(n⫽6⫺9). *P ⬍ 0.05, ***P ⬍ 0.001 for PAFR-KO mice vs. WT mice.

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Figure 4. Analysis of FAS, CPT1, ␤-AR, and UCP
mRNA expression in BAT, WAT, liver, and
skeletal muscle of PAFR-KO and WT mice over
36 wk. A, B) Real-time PCR analysis of FAS (A)
and CPT1a (BAT, WAT, and liver) and CPT1b
[skeletal muscle (SM)] (B) gene expression in
BAT, WAT, liver, and skeletal muscle of
PAFR-KO and WT mice over 36 wk. Relative
mRNA expression was normalized to that of
control WT mice at 6 wk of age. Results are
means ⫾ sem (n⫽6⫺15). *P ⬍ 0.05, **P ⬍ 0.01,
***P ⬍ 0.001 for PAFR-KO mice vs. WT mice. C,
D) Real-time PCR analysis of ␤1-AR, ␤2-AR, and
␤3-AR (C) and UCP1, UCP2, and UCP3 (D) gene
expression in BAT, WAT, liver, and skeletal
muscle of PAFR-KO and WT mice at 6 wk of
age. Relative mRNA expression was normalized
against 18S rRNA. Results are means ⫾ sem
(n⫽6). *P ⬍ 0.05, **P ⬍ 0.01, ***P ⬍ 0.001 for
PAFR-KO mice vs. WT mice.

␤3-AR and UCP1 expression in the BAT of PAFR-KO mice in PAFR-KO mice 14 min after the CL-316,243 (25
(27–29), we determined peripheral plasma cortisol levels ␮g/kg) injection and thereafter were significantly less
in WT and PAFR-KO mice. Unexpectedly, plasma cortisol than those in WT mice (Fig. 8). The injection of saline
levels in PAFR-KO mice were significantly lower than did not change the basal temperature of the BAT or
those in WT mice. The levels of glucocorticoid receptor rectums in either type of mice.
(GR) mRNA in the BAT of PAFR-KO mice was slightly To further evaluate whether the dysfunction in BAT
lower than those in the BAT of WT littermates (P⫽0.07; contributed to the impaired thermogenic activity in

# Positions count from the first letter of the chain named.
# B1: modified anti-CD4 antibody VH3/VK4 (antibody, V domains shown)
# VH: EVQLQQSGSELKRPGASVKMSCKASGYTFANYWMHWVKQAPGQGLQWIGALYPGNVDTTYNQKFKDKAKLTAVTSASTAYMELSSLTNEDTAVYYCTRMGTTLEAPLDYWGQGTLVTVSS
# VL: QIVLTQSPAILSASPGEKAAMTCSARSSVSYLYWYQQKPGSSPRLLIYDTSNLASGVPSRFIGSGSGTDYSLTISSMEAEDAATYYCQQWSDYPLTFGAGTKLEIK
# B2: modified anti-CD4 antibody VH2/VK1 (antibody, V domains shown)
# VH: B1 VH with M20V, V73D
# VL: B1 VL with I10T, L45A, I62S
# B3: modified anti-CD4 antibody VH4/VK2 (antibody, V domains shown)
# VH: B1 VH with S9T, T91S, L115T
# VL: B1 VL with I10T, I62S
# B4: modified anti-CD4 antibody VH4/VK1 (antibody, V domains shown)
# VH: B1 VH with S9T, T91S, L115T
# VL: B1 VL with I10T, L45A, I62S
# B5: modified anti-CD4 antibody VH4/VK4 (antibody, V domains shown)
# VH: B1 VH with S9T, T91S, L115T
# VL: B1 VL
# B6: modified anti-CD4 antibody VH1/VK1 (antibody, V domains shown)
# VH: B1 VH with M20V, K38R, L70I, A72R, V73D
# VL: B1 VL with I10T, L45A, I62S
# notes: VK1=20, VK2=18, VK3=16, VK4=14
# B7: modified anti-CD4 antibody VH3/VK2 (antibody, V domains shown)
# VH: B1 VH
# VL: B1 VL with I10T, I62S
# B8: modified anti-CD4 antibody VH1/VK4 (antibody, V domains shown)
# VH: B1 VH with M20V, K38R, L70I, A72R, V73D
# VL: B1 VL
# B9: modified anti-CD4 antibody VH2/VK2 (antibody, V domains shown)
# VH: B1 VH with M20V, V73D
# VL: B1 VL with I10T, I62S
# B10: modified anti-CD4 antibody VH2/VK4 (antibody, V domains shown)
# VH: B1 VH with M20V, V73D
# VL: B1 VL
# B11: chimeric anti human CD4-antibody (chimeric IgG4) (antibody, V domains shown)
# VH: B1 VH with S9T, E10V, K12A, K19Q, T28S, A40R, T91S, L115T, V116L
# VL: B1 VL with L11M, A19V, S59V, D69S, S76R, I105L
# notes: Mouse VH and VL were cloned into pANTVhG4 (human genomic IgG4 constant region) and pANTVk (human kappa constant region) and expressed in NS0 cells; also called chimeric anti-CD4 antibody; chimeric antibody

Fig. 7), indicating that the decrease in ␤3-AR expression PAFR-KO mice, we examined the morphology and
did not result from elevations in plasma cortisol levels or expression of several genes involved in mitochondrial
BAT GR mRNA expression. biogenesis in BAT. Although adipocyte cell size in BAT
(interscapular fat) was higher in PAFR-KO mice than in
Reduced thermogenesis in PAFR-KO mice WT mice (Fig. 5F), PAFR-KO mice showed levels of
mitochondrial density similar to those of WT litter-
We subsequently examined the physiological response mates, as determined by staining with MitoTracker
of PAFR-KO mice to the ␤3-AR agonist, CL-316,243. We (Fig. 5G), and the gene expression levels of Ndufc1,
monitored temperature changes in the interscapular Sdha, Cybb, and Cox5a involved in mitochondrial respi-
BAT and rectums of PAFR-KO and WT mice at 6 wk of ratory complex I, complex II⫺III, and complex IV,
age after a single injection of CL-316,243. The basal were also similar except for those of 6-wk-old mice
temperatures of the BAT and rectums were 35.4 ⫾ 0.2 (Supplemental Fig. S1). The levels of Ndufc1 and Sdha
and 37.1 ⫾ 0.2°C in PAFR-KO mice and 35.3 ⫾ 0.2 and mRNA were slightly lower in PAFR-KO mice than in WT
36.8 ⫾ 0.2°C in WT mice, respectively, which were not mice at 6 wk of age and reached a plateau in the mutant
significantly different between the 2 groups, whereas mice at 12 wk similar to that in WT mice, which
the BAT temperature was slightly lower than the rectal indicates the delayed formation of the mitochondrial
temperature in both genotypes of mice. The responses respiratory complex in PAFR-KO mice.

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Figure 5. Changes in ␤1/␤3-AR and UCP1 protein expression in BAT of PAFR-KO and WT mice. A) Protein levels in pooled BAT
(n⫽2⫺5) of PAFR-KO and WT mice were determined by Western blotting with the indicated antibodies. B, C, D) Relative